The City of Las Vegas made an announcement last month that kinda got lost in the hubbub of politics and holidays.
Its energy sources are now 100 percent renewable.
That means all city buildings, street lights, traffic signals, lights for public parks. Everything the City of Las Vegas owns is now powered 100 percent by renewable energy.
The goal for being 100 percent sustainable was set for 2025. Las Vegas came in nine years early.
But the future isn't quite here yet. All of the CITY OWNED buildings are powered by renewable energy. But the hundreds of thousands of home, and various privately owned businesses are not.
City Manager Betsy Fretwell says that's a goal.
It should also be noted that the City's attainment of sustainability goals does not affect the Strip. The City of Las Vegas ends at Sahara to the south. The casinos are in unincorporated Clark County.
And even if they were in the city, they are private businesses.
Still, says Fretwell, "some of the partnerships that we have worked on while we have been implementing this plan, are folks that are on the Strip."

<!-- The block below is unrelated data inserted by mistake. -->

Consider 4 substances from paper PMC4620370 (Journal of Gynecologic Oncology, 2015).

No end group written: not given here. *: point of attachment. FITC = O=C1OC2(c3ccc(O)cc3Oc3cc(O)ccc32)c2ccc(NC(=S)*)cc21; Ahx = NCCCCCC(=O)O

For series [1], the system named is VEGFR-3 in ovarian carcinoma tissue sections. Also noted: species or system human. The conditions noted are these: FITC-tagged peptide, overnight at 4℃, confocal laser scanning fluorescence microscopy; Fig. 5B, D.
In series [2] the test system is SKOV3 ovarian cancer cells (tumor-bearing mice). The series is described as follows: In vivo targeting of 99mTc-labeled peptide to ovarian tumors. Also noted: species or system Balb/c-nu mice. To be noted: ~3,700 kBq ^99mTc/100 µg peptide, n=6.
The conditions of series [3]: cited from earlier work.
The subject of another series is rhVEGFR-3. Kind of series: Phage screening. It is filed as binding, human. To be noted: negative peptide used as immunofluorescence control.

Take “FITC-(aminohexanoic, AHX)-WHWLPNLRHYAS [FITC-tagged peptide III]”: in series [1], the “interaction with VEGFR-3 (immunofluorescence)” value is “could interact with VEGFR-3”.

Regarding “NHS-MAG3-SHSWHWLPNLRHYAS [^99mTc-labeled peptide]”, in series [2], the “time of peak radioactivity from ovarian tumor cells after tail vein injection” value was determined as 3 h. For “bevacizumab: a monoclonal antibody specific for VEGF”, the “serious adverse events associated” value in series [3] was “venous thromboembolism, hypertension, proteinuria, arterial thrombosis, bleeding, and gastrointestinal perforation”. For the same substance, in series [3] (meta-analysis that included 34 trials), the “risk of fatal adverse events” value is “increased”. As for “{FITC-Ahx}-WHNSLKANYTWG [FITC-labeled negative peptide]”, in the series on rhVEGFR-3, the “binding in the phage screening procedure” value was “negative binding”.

As city workers have been figuring out how to become sustainable, MGM Resorts International and Caesars Entertainment were also moving in the same direction, Fretwell said. So, they worked together on issues like leadership development programs, and worker training.
Part of the reason the city was able to reach their renewable goal so early was because they have worked since 2008 on having less power to replace.
Eight years ago, Las Vegas was consuming 150 million kilowatt hours of electricity annually. Today, the city is consuming less than 100 million kilowatt hours. And Tom Perrigo, planning director and chief sustainability officer, said there is more savings his workers are finding as they are now thinking in a conservation paradigm.
Green Energy Under Trump
Perrigo is also optimistic about the future of green energy, even if the incoming presidential administration seems to be hostile to it.
"The train has left the station," Perrigo said. "Some of the cheapest power you can get is from solar energy." Therefore, subsidies are no longer really needed.
"As long as the regulations don't pick winners and losers, in that market place, I think clean renewable energy can compete just fine."
Betsy Fretwell, city manager, City of Las Vegas; Tom Perrigo, planning director and chief sustainability officer, City of Las Vegas